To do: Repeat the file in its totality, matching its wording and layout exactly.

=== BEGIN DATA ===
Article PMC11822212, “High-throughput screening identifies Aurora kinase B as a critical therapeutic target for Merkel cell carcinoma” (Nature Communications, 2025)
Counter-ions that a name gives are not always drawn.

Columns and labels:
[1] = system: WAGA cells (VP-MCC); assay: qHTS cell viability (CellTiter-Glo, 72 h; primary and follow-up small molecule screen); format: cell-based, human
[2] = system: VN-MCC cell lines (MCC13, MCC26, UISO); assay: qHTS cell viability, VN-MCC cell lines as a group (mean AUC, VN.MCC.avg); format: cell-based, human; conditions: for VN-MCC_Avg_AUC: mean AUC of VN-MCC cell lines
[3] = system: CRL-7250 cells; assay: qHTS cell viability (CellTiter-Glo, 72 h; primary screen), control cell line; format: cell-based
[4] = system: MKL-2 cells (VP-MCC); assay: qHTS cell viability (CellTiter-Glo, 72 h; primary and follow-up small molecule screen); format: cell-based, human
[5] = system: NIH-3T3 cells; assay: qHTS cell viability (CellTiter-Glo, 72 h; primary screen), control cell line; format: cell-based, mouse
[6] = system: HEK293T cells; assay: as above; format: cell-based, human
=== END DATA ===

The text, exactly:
Article PMC11822212, “High-throughput screening identifies Aurora kinase B as a critical therapeutic target for Merkel cell carcinoma” (Nature Communications, 2025)
Counter-ions that a name gives are not always drawn.

Columns and labels:
[1] = system: WAGA cells (VP-MCC); assay: qHTS cell viability (CellTiter-Glo, 72 h; primary and follow-up small molecule screen); format: cell-based, human
[2] = system: VN-MCC cell lines (MCC13, MCC26, UISO); assay: qHTS cell viability, VN-MCC cell lines as a group (mean AUC, VN.MCC.avg); format: cell-based, human; conditions: for VN-MCC_Avg_AUC: mean AUC of VN-MCC cell lines
[3] = system: CRL-7250 cells; assay: qHTS cell viability (CellTiter-Glo, 72 h; primary screen), control cell line; format: cell-based
[4] = system: MKL-2 cells (VP-MCC); assay: qHTS cell viability (CellTiter-Glo, 72 h; primary and follow-up small molecule screen); format: cell-based, human
[5] = system: NIH-3T3 cells; assay: qHTS cell viability (CellTiter-Glo, 72 h; primary screen), control cell line; format: cell-based, mouse
[6] = system: HEK293T cells; assay: as above; format: cell-based, human